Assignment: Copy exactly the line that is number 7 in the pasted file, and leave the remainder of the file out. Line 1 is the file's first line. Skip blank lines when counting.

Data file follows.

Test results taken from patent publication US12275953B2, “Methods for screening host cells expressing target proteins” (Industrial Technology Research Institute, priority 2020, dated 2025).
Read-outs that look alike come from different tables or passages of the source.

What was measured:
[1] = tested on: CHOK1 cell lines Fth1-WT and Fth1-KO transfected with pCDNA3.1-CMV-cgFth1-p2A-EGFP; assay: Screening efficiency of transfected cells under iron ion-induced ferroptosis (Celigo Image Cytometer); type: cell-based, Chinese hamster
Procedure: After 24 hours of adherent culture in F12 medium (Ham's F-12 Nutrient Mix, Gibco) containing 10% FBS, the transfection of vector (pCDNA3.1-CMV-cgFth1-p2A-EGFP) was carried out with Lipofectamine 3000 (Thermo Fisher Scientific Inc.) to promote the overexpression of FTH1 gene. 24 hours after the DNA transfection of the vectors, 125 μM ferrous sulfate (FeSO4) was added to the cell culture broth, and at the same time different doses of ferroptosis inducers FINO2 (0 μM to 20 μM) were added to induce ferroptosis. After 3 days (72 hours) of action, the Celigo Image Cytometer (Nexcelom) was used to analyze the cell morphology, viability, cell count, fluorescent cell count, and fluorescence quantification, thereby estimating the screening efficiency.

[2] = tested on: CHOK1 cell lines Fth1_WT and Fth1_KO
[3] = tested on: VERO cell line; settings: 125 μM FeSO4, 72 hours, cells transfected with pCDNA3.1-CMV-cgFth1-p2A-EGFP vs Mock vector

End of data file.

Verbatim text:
[3] = tested on: VERO cell line; settings: 125 μM FeSO4, 72 hours, cells transfected with pCDNA3.1-CMV-cgFth1-p2A-EGFP vs Mock vector